NEW YORK ( TheStreet) -- Stocks extended their losing streak on Wednesday after the minutes of the most recent Federal Reserve policy meeting showed the central bank still has a pretty high bar for another round of quantitative easing.

The Dow Jones Industrial Average lost nearly 49 points, or 0.38%, to close at 12,604. The blue-chip index, which bounced 70 points off its session low of 12,534, has fallen for five consecutive days, surrendering 2.6% over that span.

The S&P 500 ticked lower, dipping incrementally to finish at 1341.45. The benchmark index ranged as low as 1333.25. The Nasdaq slumped more than 14 points, or 0.49%, at 2888.

The Fed minutes showed the members of the central bank's open market committee were still expecting "moderate" economic growth for the United States over the next few quarters at the June 19-20 meeting and said only a "few" believed additional stimulus would ultimately be required. The Fed extended its Operation Twist bond maturity program at the meeting.

In order for QE3 to get additional support, the minutes indicated economic conditions would likely have to soften considerably.

"Several others FOMC members noted that additional policy action could be warranted if the economic recovery were to lose momentum, if the downside risks to the forecast became sufficiently pronounced, or if inflation seemed likely to run persistently below the Committee's longer-run objective," the minutes said. "The Committee agreed that it was prepared to take further action as appropriate to promote a stronger economic recovery and sustained improvement in labor market conditions in a context of price stability."

"The minutes from the two-day FOMC meeting that ended on 20th June reveal that US Fed officials are edging closer to launching a third round of large-scale asset purchases, but it won't become a reality unless the recovery loses even more momentum or a more severe flare up in the euro-zone crisis raises the already elevated downside risks," wrote Paul Ashworth, chief U.S. economist at Capital Economics.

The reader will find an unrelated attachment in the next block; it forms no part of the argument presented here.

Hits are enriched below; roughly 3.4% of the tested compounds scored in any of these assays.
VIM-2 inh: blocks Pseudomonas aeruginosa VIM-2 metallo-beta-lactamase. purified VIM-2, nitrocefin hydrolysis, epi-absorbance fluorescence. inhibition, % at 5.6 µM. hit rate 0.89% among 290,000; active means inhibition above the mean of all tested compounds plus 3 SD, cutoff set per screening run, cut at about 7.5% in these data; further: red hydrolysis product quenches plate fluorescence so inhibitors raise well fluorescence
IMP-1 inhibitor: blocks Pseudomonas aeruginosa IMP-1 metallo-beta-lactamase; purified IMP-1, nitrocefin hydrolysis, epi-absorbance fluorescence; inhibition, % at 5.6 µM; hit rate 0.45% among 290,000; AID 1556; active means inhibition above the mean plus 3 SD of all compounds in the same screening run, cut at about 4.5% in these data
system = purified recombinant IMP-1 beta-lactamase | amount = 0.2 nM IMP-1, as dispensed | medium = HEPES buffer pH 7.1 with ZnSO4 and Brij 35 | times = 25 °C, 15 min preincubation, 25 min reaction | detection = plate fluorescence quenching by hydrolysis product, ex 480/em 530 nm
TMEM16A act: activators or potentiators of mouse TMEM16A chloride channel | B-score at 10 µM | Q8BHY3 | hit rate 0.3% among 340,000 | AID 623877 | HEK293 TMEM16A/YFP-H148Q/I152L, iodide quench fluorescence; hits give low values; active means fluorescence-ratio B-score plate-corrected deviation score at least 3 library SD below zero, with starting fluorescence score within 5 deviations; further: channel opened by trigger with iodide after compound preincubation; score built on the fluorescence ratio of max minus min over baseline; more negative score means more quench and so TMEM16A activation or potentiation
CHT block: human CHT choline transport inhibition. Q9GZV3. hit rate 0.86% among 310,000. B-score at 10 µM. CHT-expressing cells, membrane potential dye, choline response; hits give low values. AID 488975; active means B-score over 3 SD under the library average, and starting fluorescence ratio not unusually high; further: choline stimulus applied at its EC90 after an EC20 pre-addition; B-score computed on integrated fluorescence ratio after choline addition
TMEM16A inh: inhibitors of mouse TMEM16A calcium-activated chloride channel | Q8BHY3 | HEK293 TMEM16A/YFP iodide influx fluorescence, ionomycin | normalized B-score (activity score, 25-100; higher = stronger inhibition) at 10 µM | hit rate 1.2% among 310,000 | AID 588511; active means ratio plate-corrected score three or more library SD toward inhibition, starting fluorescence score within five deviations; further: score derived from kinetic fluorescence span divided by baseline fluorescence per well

Within the Dow, 21 of the index's 30 components finished lower, led by Boeing ( BA), Home Depot ( HD), Microsoft ( MSFT) and United Technologies ( UTX).

Blue-chip gainers included Bank of America ( BAC), Exxon Mobil ( XOM) and Hewlett-Packard ( HPQ).

Apple ( AAPL) was a drag on the Nasdaq, falling $3.78, or 0.62%, at $604.43 after UBS initiated coverage the stock with a buy rating and a 12-month price target of $740. The firm said it believes the eventual release of the iPhone 5 will be another positive catalyst for the stock, but that there's also some potential earnings hiccups in the interim.

The weakest sectors were capital goods, consumer non-cyclicals, consumer cyclicals and technology. Financials, energy and utilities were areas of strength.

Before the open, the Commerce Department reported the U.S. trade deficit shrank to $48.7 billion in May, from a slightly upwardly revised $50.6 billion in April, which was roughly in line with expectations of $48.5 billion, according to a survey of economists by Thomson Reuters. May exports were $0.4 billion more than April exports of $182.7 billion. May imports were $1.6 billion less than April imports of $233.3 billion.